2019 Volume 5
In the case that the parameters to describe the force field, such as bond angles and charges, cannot be added to the library of a molecular dynamics (MD) simulation, self-development of the force field should be considered by performing quantum mechanics calculations and/or utilizing an automatic parameter generation tool. However, these techniques are not suitable for macromolecules with a large number of atoms. Typically, the force field of an oligomer containing three unit structures (a unit at both ends and a repeating unit at the center) is calculated and converted to polymer form (both ends + central part × n). Considering this, we recently developed the program o2p, which is a semi-automated program designed to set up the force field for polymers with repeating structures. However, it is difficult to apply this method to macromolecules with complex repeating structures. Thus, in this project, we developed PolyParGen, a new open-source automatic force field generation program for Gromacs that can relatively easily and reliably simulate the MD of complex macromolecules. The proposed program (1) divides the structure of the polymer into substructures with a number of atoms within the limit of the handling size for the automatic parameter generation tool program; then, (2) acquire the parameters for each divided substructure, and finally, (3) combine the parameters of these substructures to obtain the parameters for the whole polymer. By automating these processes, it is possible to acquire a parameter of a polymer having complicated structures. This program was evaluated by simulating the polymers P3EHT and F-P3EHT in chloroform. In agreement with previous reports, fluorination was found to cause F-P3EHT to adopt an extended structure, thereby indicating the effectiveness of the proposed program.
Molecular dynamics (MD) simulations are widely conducted to analyze the dynamics of proteins and nucleic acids, and the libraries of force field parameters for various amino acids and nucleotides are also widely available. However, for synthetic polymers, because the type of repeating unit and the degree of polymerization vary, the existing force field parameters cannot be universally applied. Moreover, the polysaccharides have primary monosaccharide libraries; however, because the type, conformation, and binding mode of monosaccharides are very diverse, the existing libraries cannot possibly identify and explain this diversity. In consideration of this, we recently developed the parameter-conversion semi-automated program o2p  for polymers with repeating structures; the program allows a user to easily obtain files necessary for MD simulation, such as synthetic polymers and polysaccharides. However, because o2p was designed for polymers with a simple regular repeating structure, such as simple homopolymers, it is difficult to apply it to polymers with complex structures, such as, randomly polymerized polymers, randomly modified polymers, and star polymers. Thus, in this study, we developed a new program, PolyParGen, to overcome this problem. In the proposed program, the macromolecules are divided into small-sized molecules so that they can be treated by the automatic parameter generation tools for small molecules, such as Antechamber , SwissParam , and LigParGen . In addition, a polymer type file was constructed as based on the small molecular parameter file in order to determine the complex macromolecular parameters.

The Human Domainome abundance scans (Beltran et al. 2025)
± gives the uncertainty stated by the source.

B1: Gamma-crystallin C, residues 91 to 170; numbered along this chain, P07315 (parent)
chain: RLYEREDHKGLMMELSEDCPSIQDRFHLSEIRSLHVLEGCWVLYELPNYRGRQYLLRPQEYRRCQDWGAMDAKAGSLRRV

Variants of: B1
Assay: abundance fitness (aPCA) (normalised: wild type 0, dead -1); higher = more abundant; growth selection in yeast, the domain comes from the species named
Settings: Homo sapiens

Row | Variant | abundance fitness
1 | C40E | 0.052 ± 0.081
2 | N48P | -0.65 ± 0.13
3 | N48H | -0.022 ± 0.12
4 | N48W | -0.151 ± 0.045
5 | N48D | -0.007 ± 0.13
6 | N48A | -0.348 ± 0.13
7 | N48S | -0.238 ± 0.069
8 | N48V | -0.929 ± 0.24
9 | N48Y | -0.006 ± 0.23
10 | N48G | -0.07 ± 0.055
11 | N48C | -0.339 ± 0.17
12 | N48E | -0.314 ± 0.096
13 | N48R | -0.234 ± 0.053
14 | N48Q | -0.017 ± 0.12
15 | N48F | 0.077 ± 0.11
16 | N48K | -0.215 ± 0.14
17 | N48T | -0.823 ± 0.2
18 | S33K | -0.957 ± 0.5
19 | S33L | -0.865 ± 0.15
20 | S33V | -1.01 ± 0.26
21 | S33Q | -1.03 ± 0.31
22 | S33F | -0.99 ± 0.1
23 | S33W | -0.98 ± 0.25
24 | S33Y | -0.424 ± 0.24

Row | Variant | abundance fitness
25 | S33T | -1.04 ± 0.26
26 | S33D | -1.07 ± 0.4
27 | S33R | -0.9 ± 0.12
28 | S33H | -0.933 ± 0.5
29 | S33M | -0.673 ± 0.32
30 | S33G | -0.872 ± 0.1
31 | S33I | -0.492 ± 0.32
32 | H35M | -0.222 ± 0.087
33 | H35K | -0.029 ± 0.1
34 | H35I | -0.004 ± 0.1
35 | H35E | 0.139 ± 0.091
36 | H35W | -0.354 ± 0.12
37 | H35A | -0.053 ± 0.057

The proposed procedure for building the polymer parameters is shown in Figure 1. The procedure comprises four main steps. The first step entails preparing the structure of the polymer by using external tools, etc. (1. Input chemical structure). Since the aim was to make a tool to obtain the force field parameters for complex polymers, we decided to not include the module for structure construction in the program. The second step entails dividing the structure of the polymer such that the size does not exceed the limit on the number of atoms that can be treated by the automatic parameter generation tool (2. Split small parts). In this step, the program is designed to partition the structure while making sure to avoid the midpoint of the double bond and not destroy the ring structure. The third step entails acquiring the parameters of the partial structure by using the automatic parameter generation tool (3. Make molecular parameter). The fourth step is the process of combining parameter files to build all of the polymer parameters (4. Combine each part). As this step entails combining multiple files of the partial structures, a considerably large number of characters, which have been specifically allocated to each structure via the automatic parameter generation tool, must be substituted to enable the development of a unified name for the entire polymer molecule. It is also necessary to detect and delete the duplication of the atoms at the connecting points. In addition, in order to extend the applicability of the MD simulation to complex macromolecules without regular repeating structures, we aimed to develop a parameter acquisition program (polymer format -> partial structure -> polymer form), i.e., PolyParGen, that is suitable for Gromacs, an open-source MD simulation package . In conclusion, we developed the new program, PolyParGen, which can generate the force field for the polymers with complex repeating structures, by utilizing the open tools of the automatic parameter generation for small molecules.
Procedural flow of the process to prepare a set of files required to simulate polymer MD.
The input polymer structure is divided into partial structures with a size that is within the limit for an input to LigParGen (i.e., approximately 150 atoms). The hydrogen atoms are added to the dangling bond at the cut edges of the divided structures (Figure 2 (a)). Note that, in the process of polymer structure division, the double and triple bonds, in addition to the ring structures, should not be cut in order to preserve the parameter type of the structures (Figure 2 (b)); this is because each parameter is dependent on the type of the molecular structure. It should also be noted that the divided partial structures are allowed to overlap so that the parameters can be combined in a subsequent process (Figure 2 (c)).
(a) Method employed for molecule division. (b) Examples of cuttable and non-cuttable parts. (c) Examples of overlapping.
As previously mentioned, the LigParGen program was used to obtain the parameters of the partial structures. Generally, LigParGen is a program with a Web interface, and requires that each parameter be manually obtained for each structure. However, because the proposed program creates several dozens of partial structures, it is preferable to automate the LigParGen process to obtain the parameters. For this reason, LigParGen was installed and executed on an on-site server, which was also responsible for sustaining the load of other modules, in consideration of the load, execution time, and stability of the entire system.